For general business services, including any type of consulting service, CompTIA's Project+ is invaluable. Project+, as the company's website states, is "a global credential that validates the knowledge required to effectively manage projects throughout the entire project life cycle." In addition to project management basics, the exam includes skills such as conflict resolution, negotiation, and team building. In short, holding Project+ certification demonstrates that you know how to do what the typical MBA graduate has only learned about. Yet, there is no academic requirement for the Project+, and the exam, though rigorous, is definitely passable for those willing to study. Sitting for the Project+ exam costs $207 USD, but you can almost always find discount test vouchers online for about $150.
CompTIA's e-Biz+ certification demonstrates a degree of proficiency in the concepts, issues and technologies of IT-enabled business processes. Don't panic, though-you won't have to memorize html code! Rather, e-Biz+ demonstrates knowledge of e-commerce, e-marketing and other issues related to maximizing the benefit of utilizing technology in a business environment. This certification could be highly valuable for freelancers and work-at-home professionals working as business consultants, or for those with Internet-based businesses. The retail exam fee for the e-Biz+ test is currently $225.
CompTIA also offers the i-Net+ certification. This exam covers Internet basics, web development, networking and security issues. Don't let the word "networking" scare you, though. This is a semi-technical certification that is of far more value to e-commerce and marketing freelancers than to network administrators. The i-Net+ exam currently costs $207.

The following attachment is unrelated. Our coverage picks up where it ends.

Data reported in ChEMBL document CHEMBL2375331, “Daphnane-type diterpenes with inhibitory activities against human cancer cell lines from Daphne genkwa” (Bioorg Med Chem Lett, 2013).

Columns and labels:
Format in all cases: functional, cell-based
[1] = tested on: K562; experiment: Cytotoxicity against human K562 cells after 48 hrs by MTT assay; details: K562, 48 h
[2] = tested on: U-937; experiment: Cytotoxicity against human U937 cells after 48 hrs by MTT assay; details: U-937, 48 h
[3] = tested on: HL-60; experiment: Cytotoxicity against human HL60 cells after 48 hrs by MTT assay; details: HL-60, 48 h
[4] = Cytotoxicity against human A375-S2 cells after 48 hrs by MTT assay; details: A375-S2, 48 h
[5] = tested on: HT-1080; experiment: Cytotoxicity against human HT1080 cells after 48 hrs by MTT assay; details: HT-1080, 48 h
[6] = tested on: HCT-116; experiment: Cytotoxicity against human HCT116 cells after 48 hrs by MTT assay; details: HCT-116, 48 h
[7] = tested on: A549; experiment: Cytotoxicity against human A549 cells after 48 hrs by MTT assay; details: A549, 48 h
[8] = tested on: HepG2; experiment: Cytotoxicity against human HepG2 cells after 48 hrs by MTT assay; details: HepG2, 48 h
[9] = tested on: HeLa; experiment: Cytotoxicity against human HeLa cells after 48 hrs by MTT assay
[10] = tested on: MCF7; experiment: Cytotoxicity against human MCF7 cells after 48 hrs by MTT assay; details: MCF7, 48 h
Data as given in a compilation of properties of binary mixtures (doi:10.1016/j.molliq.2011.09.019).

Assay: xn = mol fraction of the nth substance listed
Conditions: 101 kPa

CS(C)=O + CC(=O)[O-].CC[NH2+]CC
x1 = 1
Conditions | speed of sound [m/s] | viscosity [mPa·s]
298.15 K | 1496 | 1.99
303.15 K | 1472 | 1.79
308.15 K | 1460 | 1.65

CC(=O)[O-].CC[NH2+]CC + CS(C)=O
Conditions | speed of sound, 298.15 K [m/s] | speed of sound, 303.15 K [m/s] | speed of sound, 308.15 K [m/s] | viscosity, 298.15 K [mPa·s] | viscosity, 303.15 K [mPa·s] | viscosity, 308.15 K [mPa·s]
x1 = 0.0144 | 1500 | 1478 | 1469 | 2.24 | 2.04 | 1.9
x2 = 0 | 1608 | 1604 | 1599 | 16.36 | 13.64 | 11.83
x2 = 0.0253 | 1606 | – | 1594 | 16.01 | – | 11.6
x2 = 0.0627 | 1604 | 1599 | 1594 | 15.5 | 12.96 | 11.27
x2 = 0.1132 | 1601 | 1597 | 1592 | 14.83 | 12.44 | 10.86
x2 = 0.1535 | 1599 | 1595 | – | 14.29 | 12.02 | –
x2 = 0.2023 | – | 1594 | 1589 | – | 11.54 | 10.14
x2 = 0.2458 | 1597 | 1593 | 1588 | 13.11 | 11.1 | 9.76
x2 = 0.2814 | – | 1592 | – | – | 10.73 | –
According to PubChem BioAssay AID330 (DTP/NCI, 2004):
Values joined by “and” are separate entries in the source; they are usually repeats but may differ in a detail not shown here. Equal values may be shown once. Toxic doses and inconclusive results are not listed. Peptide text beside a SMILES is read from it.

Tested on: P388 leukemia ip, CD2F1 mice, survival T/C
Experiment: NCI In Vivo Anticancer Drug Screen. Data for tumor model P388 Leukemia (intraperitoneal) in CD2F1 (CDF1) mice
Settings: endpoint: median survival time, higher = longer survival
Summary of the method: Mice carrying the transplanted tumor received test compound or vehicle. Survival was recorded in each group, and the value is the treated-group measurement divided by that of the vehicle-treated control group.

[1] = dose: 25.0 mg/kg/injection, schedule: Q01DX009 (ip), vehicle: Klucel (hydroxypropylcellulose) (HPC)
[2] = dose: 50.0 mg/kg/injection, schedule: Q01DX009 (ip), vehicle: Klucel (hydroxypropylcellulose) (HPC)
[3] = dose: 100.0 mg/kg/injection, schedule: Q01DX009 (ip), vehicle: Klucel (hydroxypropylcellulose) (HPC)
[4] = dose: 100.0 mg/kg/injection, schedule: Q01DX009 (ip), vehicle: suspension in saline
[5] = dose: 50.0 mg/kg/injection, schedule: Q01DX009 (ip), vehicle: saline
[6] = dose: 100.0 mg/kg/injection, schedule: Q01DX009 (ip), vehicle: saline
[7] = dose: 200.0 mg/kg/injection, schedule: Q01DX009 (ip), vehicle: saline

You don't need to be a networking guru to benefit from the prestige and recognition of official Microsoft certification. The company also offers universally-recognized certification options for end users of the Office suite and Microsoft Project.
Microsoft Office certification is available at three levels. For certification as a Specialist, you must pass an exam in Word, Excel, PowerPoint or Access. That's right-you're just one test away from being Microsoft certified!
The next level is Expert certification. That requires the passage of a somewhat more rigorous exam. Currently, the expert-level tests are only available for Word and Excel.
To attain Master certification, the candidate must pass a total of four exams: Word 2003 Expert, Excel 2003 Expert, PowerPoint 2003 and either Access 2003 or Outlook 2003. That's a lot of tests, but holding Microsoft Office Master Certification can really set a freelancer apart in the eyes of a prospective client. Test vouchers for each Microsoft exam can be found online for approximately $70.
Like the rest of the global business climate, the world of freelancing and self-employment grows more competitive every day. Professional certification is not a panacea that will guarantee success, but it can certainly help you stay ahead of the competition and win new clients.
Sean Dunagan is the president of Pinnacle Associates (http://www.pinnacleassociates.50megs.com), a web-based resource for freelancers and work-at-home professionals.